Key GOP groups are more fired up to vote in midterms than Democrats, NPR poll finds
Heading into the final week of voting, some of Democrats' key base voters' levels of enthusiasm are far below that of Republican-base voter groups, the latest NPR/PBS NewsHour/Marist poll found. It is the last NPR/PBS NewsHour/Marist survey before voting wraps up Tuesday.
The crosscurrents of this election are combining to make for uncertainty and volatility with just days to go. Most midterms are referenda on the sitting president and the party in power. That is largely the case with Biden's approval rating slipping again, Democrats losing ground on which party voters want to control Congress and inflation being the top issue — with voters saying they trust Republicans more on the issue by 20 points.
But preserving democracy and abortion have also been key and hugely motivating factors, as former President Trump, whom the poll found is equally unpopular as Biden, has weighed in heavily in these elections. He's endorsed scores of candidates, many of whom have emulated him, perpetuated his election lies and struggled in purple states.
The poll also found, though, that Republican voters are largely OK with voting for an election denier, as long as they agree on policy positions — and it found in this age of hyperpartisanship, a huge shift away from people thinking divided government is a good thing.
The survey of of 1,586 adults and 1,469 registered voters was conducted Oct. 24 through Oct. 27 by the Marist Poll and sponsored in partnership with NPR and PBS NewsHour. There is about a +/- 4 percentage point margin of error, meaning results could be 4 points lower or higher than what's listed.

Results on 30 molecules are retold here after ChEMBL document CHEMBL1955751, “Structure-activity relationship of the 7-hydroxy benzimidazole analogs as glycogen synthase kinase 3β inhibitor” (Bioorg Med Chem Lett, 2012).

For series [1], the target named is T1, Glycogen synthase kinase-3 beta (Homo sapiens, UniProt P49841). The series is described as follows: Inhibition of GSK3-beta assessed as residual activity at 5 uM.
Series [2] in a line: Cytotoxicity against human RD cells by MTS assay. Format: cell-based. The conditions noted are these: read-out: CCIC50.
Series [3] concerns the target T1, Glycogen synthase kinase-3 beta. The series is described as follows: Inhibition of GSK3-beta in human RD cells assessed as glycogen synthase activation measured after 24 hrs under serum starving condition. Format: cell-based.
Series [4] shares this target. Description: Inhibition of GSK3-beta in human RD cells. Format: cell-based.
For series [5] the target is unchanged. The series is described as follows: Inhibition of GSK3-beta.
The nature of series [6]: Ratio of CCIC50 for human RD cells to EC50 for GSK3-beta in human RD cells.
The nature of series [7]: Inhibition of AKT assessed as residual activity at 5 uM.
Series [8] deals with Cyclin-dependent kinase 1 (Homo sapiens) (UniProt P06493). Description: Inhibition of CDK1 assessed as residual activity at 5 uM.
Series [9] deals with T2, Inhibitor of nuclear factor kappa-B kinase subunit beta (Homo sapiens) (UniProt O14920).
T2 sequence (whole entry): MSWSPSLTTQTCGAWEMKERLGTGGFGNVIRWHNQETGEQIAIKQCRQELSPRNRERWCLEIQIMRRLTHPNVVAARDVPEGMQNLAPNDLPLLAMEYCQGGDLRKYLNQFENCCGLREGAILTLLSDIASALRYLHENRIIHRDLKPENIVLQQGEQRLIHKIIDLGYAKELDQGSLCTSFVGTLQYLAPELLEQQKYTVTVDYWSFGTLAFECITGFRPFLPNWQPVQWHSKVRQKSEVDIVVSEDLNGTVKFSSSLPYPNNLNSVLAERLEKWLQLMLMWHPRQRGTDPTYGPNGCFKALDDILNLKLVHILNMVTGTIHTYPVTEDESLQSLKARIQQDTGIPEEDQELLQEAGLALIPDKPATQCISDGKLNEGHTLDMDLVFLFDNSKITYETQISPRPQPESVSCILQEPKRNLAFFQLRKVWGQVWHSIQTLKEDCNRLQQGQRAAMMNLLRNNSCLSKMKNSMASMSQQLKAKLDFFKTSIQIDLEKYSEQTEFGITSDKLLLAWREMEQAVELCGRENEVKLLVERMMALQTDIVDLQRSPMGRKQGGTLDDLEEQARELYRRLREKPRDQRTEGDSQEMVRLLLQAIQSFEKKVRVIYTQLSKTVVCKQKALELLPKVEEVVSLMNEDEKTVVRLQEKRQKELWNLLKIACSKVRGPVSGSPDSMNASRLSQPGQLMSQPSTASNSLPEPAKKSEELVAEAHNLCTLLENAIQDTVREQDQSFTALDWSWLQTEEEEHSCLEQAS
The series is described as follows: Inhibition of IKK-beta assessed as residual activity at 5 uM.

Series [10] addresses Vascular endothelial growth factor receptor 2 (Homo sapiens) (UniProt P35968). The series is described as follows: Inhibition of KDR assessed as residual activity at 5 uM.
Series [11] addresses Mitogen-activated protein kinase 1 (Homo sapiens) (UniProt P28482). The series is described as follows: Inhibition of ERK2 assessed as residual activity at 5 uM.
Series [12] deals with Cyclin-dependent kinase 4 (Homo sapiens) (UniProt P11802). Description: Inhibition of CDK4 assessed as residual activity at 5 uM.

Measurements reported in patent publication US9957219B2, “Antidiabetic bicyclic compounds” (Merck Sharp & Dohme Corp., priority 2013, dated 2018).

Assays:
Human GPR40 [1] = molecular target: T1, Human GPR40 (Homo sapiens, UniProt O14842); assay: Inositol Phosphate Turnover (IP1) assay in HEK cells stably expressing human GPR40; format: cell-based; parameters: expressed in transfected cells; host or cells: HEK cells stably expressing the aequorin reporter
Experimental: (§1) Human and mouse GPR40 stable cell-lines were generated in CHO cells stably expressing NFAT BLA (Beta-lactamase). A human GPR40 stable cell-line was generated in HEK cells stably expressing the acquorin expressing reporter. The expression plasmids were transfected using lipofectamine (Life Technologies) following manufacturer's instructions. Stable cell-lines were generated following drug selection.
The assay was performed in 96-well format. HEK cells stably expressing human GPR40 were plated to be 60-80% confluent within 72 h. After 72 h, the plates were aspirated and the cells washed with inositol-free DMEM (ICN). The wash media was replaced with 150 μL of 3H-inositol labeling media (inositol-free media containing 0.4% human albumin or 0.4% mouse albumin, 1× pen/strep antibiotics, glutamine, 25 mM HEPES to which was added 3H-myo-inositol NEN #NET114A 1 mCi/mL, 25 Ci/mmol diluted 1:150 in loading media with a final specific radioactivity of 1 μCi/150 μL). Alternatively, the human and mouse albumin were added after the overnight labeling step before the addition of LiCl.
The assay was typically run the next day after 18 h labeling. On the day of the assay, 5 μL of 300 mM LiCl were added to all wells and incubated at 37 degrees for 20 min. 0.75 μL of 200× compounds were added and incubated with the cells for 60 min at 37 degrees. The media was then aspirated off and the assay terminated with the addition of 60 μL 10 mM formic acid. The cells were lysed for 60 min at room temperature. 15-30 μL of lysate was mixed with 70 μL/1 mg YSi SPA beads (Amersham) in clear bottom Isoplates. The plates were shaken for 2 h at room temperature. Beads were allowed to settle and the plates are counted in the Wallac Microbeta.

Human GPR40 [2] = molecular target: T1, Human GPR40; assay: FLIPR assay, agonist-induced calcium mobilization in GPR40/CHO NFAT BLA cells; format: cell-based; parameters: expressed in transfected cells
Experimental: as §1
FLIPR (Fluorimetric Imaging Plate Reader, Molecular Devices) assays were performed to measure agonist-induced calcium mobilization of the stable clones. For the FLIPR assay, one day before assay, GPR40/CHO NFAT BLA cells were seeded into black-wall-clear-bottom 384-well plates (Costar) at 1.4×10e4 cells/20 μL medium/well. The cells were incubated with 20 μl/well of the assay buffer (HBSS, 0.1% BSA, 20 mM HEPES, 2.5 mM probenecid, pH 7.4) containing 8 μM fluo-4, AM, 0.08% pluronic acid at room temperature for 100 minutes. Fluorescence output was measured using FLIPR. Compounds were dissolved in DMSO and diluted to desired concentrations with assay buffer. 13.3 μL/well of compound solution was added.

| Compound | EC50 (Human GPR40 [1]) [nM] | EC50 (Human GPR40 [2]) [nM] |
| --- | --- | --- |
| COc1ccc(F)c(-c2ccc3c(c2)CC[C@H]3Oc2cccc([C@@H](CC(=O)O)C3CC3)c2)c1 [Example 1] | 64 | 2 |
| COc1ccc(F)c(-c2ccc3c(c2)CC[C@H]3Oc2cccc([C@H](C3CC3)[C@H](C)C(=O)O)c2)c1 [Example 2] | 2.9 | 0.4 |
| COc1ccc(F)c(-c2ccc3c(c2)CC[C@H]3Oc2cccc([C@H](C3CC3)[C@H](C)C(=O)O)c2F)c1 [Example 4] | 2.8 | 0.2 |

Republicans hold the enthusiasm edge
While white women with college degrees, who are an important bloc for Democrats, are among the most enthusiastic to vote, Black voters, Latinos and young voters are among the least.
At the same time, older voters, Trump voters, white evangelical Christians and rural voters — all key GOP groups — are fired up to vote. Those without college degrees are less enthusiastic about the election, but that's driven by voters of color without degrees.
Notably, showing why midterm elections tend to be base elections, independents are also way down the list when it comes to enthusiasm.
Before the Supreme Court's Dobbs decision overturning Roe, Democratic enthusiasm was way below that of Republicans'. But Democratic activism, fundraising and interest in these elections went way up. Democrats closed the enthusiasm gap and were on par with GOP voters over the summer and into September.
In the last few weeks, however, as more voters have begun tuning into the election — and with inflation persistently high — Republican enthusiasm has outpaced Democrats'. It's not so much that Democrats aren't gaining in their enthusiasm levels — they are — it's that Republicans have increased theirs by more in that time.
Democrats are also losing ground on the generic congressional ballot test. That's when pollsters ask who a respondent would vote for if the election were held today, a Republican or Democrat.